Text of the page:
An Introduction to Contour Drawing

A Beginner's Lesson in Drawing Line, Outline, and Contour

line drawing of a face
line or contour drawing of a face. H South, licensed to About.com, Inc.

What is contour drawing? Simply put, it is an outline drawing that focuses on the form or edge of the subject you're drawing, leaving out the finer details. You probably already do this because it is the most obvious and natural way to draw.

From cartoons to graphic illustrations, we see contour drawings everywhere. It's also one of the basic steps to learning how to draw and refining your artistic skills.

Let's look at contour drawing in greater detail and use a simple exercise as practice.

What Contour Lines Represent

When contour drawing, we are only focused on the edges. This means that you will draw only the outside of an object or the lines made by a fold or pattern.

Don't get fooled into using the line to draw light and dark. The weight of a line -- that is, how dark and thick it is -- will give your drawing dimension.

  • A strong, dark line will jump out from the paper.
  • A light or thin line will sink into the paper.

This is useful when you are trying to give the impression of something being closer or further away. Rather than the use of shading, a pure contour drawing uses line weight and implied lines to add details and form.

Describing Form

The line that goes across an object and hints at form is called a cross-contour. These lines don't usually describe an actual edge. Instead, they are often broken or implied.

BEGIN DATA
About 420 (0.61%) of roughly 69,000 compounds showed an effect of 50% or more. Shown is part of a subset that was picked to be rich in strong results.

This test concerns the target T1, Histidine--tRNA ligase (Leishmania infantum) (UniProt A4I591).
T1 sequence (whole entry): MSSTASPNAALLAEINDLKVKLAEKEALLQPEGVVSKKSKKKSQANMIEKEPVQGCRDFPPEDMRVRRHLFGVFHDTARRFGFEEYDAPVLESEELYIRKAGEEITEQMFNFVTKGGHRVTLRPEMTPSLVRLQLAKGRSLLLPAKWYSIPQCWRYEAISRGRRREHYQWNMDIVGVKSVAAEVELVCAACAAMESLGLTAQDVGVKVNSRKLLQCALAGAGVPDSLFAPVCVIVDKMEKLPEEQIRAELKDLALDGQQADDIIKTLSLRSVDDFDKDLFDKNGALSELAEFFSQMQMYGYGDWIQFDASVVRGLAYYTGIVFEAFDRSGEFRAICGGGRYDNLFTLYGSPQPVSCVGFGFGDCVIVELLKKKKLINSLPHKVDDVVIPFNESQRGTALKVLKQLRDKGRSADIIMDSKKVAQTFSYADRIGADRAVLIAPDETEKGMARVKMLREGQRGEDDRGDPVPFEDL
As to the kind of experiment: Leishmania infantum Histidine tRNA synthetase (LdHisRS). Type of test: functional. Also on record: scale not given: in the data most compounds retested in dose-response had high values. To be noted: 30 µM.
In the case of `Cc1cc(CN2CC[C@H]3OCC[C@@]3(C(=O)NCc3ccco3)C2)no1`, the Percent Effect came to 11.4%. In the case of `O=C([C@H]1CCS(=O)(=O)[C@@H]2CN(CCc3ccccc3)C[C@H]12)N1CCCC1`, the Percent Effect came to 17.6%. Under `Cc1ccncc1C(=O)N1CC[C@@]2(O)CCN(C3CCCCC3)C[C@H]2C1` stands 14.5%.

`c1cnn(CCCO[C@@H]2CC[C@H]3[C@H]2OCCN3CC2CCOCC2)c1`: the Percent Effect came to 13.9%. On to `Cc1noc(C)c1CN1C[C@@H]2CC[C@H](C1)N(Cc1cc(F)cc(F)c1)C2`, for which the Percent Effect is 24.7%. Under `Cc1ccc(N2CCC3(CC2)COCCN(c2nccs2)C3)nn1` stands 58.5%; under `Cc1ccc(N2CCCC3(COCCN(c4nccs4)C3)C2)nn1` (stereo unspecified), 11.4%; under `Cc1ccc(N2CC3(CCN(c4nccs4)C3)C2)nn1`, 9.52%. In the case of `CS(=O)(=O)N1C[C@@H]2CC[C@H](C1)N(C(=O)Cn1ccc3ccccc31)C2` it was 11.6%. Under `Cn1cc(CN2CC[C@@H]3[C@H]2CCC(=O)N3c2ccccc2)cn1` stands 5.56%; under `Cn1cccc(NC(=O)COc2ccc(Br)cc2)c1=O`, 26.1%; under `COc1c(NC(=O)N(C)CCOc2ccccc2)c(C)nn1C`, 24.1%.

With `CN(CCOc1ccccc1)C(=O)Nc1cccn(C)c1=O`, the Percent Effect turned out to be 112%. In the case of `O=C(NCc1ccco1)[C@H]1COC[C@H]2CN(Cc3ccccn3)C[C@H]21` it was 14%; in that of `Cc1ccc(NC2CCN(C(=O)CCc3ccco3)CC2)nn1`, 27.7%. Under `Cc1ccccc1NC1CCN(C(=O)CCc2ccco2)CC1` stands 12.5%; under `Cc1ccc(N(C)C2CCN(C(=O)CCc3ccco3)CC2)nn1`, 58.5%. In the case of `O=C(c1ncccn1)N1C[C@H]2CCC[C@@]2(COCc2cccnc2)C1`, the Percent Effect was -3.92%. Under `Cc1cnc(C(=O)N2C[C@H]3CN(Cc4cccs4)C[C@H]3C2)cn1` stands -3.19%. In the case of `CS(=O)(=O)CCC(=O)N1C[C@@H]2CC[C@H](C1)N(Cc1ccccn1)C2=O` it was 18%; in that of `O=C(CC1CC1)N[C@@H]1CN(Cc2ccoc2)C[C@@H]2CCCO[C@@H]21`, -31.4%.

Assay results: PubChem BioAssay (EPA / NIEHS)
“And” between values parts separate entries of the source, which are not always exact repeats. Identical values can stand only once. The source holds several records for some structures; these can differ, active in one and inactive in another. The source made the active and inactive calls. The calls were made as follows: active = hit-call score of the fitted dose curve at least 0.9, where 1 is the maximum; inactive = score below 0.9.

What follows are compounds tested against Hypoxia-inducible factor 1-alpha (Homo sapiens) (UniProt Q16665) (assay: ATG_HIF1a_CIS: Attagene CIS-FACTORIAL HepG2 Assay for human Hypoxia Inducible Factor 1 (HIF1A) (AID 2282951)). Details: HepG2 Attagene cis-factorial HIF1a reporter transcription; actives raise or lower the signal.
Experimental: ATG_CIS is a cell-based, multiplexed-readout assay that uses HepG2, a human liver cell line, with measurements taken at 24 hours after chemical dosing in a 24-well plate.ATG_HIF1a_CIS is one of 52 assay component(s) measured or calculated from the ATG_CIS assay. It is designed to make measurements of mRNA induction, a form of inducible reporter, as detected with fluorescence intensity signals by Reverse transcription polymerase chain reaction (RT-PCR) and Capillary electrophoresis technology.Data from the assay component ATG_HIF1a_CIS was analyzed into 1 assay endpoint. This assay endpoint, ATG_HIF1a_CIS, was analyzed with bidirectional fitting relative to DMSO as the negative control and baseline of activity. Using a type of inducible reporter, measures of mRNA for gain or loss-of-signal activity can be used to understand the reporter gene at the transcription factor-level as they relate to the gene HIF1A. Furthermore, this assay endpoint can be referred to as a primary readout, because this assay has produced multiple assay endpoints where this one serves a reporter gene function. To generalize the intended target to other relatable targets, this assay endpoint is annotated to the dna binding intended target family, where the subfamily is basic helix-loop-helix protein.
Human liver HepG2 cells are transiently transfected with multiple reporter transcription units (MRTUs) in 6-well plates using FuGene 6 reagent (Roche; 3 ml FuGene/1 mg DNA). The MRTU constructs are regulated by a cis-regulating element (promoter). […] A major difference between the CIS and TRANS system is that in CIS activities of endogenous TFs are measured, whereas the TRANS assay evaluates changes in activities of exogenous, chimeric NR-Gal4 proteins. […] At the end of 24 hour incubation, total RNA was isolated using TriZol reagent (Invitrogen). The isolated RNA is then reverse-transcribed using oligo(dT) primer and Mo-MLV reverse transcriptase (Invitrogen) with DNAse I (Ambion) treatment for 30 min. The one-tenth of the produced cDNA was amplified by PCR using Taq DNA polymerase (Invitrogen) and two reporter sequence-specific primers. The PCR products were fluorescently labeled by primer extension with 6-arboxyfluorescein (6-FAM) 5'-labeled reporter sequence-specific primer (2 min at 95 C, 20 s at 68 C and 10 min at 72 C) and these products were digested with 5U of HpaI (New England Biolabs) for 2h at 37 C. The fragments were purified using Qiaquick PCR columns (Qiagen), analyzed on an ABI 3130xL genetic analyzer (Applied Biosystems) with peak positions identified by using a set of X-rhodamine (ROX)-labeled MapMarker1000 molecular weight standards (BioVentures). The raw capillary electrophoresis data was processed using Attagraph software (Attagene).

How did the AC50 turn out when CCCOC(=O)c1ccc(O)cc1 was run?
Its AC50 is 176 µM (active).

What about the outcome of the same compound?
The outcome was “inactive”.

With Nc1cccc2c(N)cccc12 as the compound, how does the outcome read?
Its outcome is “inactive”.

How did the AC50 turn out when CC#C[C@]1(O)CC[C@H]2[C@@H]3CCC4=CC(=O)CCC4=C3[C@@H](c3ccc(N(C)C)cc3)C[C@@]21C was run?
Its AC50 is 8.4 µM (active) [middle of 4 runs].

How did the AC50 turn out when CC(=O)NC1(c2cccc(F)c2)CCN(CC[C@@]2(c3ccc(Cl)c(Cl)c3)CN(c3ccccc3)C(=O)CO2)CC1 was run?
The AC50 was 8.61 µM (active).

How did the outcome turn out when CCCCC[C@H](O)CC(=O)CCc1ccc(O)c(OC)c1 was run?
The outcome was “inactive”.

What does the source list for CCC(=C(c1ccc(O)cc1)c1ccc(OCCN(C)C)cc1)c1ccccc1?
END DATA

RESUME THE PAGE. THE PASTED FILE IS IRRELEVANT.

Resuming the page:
Cross-contour lines have a definite beginning and end, but the pen is lifted and re-applied to create a gradual gap in the middle. This suggests the more subtle changes in the surface of the object. 

An Easy Contour Drawing Exercise

Contour drawing often uses the 'taking a line for a walk' approach: picking a spot and continuing until the drawing is complete.

Along the way, the relative sizes, shapes, and directions of lines are noted and copied, a bit at a time.

Take your time in the beginning because the first parts of the drawing establish the scale for the entire thing. A common mistake is starting too large or in the wrong place and this often leads to your picture running off the page. If this happens, don't worry. Either finish off, use another part of the page for a drawing, or simply start over.

The Goal of This Exercise: Practice contour drawing with simple objects.

What You Need: A4 or bigger sketch paper, B pencil (any will do, really) or a pen, and some small objects.

What to Do: Choose a small kitchen or office object, whatever you have handy. Pieces of fruit and natural objects such as plants or leaves are the easiest. You will find it helpful to make your drawing the same size as the object while learning. Place very small objects close to your page, bigger things a little further away.

Pick a point on an edge of the object and continue along with your eyes, letting your hand copy the shape on the paper. If there is a strong line, such as a fold or crease across the object, draw that as well.

Sometimes it helps to squint your eyes so you can see the silhouette of the object.

This is the basic shape you are trying to capture.

Reviewing Your Work: Don't worry too much if the shapes aren't perfect. Think of these drawings as a warm-up exercise where there is no right or wrong. At this stage, all you want to do is practice getting your hand and eye to do the same thing, judging the size and shape of the edges you can see.

If you feel you are ready to be critical, place your drawing close to the object. Take a few minutes to consider whether the shapes you can see match those you have drawn. Are the proportions right? Have you included all the details, or did you skip the tricky bits?

Going Further: Try doing a large-scale contour drawing of a complex object. You are forced to use your whole arm to draw on the larger paper, which helps you to loosen up.